The first night I went without my contacts was an odd feeling.  I had always thought that sweat in the eyes was no big deal but that was because my contacts had always protected my eyes.  Stinging eyes, check.  Lining up for uchikomi geiko was interesting because my astigmatism made it harder to approximate the exact location of my partner from across the floor.  Blurry blue blobs, check.  The rest of practice went without incident but then sensei decided it was time for us to have some kakarigeiko.  Incidentally this was also when his wife was at the dojo armed with a video camera.  Long story short, I was surprised I didn’t miss more often and that my only major screw up was a botched final strike due to exhaustion and crappy fumikomi.  If you’re interested in seeing the results of this, send me an email and I’ll provide a link.

As the weeks went by I got more and more used to not being able to see as clearly and it has made me realize a few things.  First, I don’t need to see my aite clearly in order to read their body language and anticipate what they are going to do.  I had become so fixated on trying to maintain proper enzan no metsuke that I had not been paying nearly as much attention to my aite’s body language. Second, I can land a strike with yukodatotsu from father away than I thought I could.  Third, my eyes wander far too much and it’s no wonder that in every single taikai I’ve been to I’ve been knocked out in either the first or second round.  Despite my efforts to focus on my aite’s eyes, I still fall into that old beginners habit of looking everywhere else. Was I able to improve in terms of 先の先?  Maybe but it’s hard to say for sure since I’ve only been able to see the results with my dojo-mates, I haven’t had the chance to test these results on someone new from a different dojo, and I haven’t been able to have jigeiko with a few of my sempai in recent weeks.

Up till now I haven’t really given this concept much thought even though I was practicing it ever since I earned shodan.  I get the feeling I’m just on the tip of the iceberg and that if I want to be ready to attempt sandan next year I need to get cracking.  There’s still so much I have yet to even realize about this and I’m certain that I’ll be working on this for as long as I practice kendo.


March 16, 2009

On Sunday, March 8, I participated in the 16 Annual Shidogakuin Tournament held at Rutgers University.  The morning primarily consisted of kyu through nidan shinsa so I spent most of it trying to relax and loosen up a little bit before the floor opened up for larger warm-ups.  Just as other tournaments I’ve been in, kids, mudansha, and women’s divisions went first, resulting in everybody from shodan and up waiting until early afternoon.  By then my legs felt like lead weights and my knees felt very stiff.  Leading up to my bracket, I tried to limber up again as best I could and when my match came up, I stepped in, and wasn’t prepared for what i was about to face.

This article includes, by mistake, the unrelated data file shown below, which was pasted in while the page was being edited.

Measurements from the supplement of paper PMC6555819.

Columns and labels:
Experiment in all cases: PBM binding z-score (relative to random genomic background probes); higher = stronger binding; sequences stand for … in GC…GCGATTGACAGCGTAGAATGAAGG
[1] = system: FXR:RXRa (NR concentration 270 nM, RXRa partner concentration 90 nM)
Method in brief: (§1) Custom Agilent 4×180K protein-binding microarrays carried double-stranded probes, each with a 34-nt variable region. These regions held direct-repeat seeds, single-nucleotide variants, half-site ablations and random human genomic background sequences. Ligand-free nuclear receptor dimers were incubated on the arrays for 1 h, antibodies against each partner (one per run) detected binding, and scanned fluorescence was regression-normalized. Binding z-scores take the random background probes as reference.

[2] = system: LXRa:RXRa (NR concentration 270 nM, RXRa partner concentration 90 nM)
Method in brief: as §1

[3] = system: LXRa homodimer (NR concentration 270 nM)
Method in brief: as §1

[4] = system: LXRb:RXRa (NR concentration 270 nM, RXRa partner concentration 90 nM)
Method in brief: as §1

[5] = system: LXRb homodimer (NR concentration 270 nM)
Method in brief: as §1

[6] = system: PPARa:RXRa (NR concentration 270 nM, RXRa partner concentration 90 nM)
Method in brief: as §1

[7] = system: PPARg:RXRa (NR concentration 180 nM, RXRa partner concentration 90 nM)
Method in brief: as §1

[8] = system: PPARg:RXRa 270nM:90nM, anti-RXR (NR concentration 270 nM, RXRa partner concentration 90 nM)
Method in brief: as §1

The first thing I noticed about my aite was how he gave absolutely nothing away.  There was nothing I could pick up on at all.  His eyes were unwavering, his posture and shoulders barely changed when he moved, his shinai held chushin extremely well, and something else that I couldn’t identify.  Needless to say, the match was over in less than a minute (I checked) from two solid men uchi.  I could do nothing.

I spoke with my sensei afterwords and we both watched his succeeding matches and we both saw why he beat me so easily: he was completely relaxed.  No tension whatsoever in his shoulders, arms, or hands.  His face betrayed nothing and his entire kamae looked so effortless and allowed him to just flow seamlessly from standing in chudan to landing a solid strike.  Watching him, my sensei said that my speed probably is on par with him but his ability to relax is what beat me.  The rest of the day I replayed that match in my head and I tried to figure out where all my tension was coming from.  What was keeping me wound up and holding me back?

My first practice after the tournament I focused primarily on addressing this problem.  My first step was loosening my grip on my shinai which resulted in a significant reduction in tension in my arms and shoulders.  This combined with pushing forward with a stronger seme as I moved in to strike allowed me to land more successful strikes.  On top of that, I started to receive fewer wayward strikes on my arms and knuckles.  I continued this through all of this last week and when I visited Kyu Do Kan in Scarsdale, New York, I got much of that same feeling.  All of my keiko that day was with 7th dan, 6th dan, and 5th dan sensei’s and I definitely felt much better about my keiko than I have in a long time.  My seme, ashi sabaki, zanshin, and timing all seemed much sharper.  I also felt more patient and was able to gauge my opponent more acurately.

I think I’ve just found the tip of the iceberg here and now I can’t wait for the next practice so I can further experiment with my newfound relaxed state.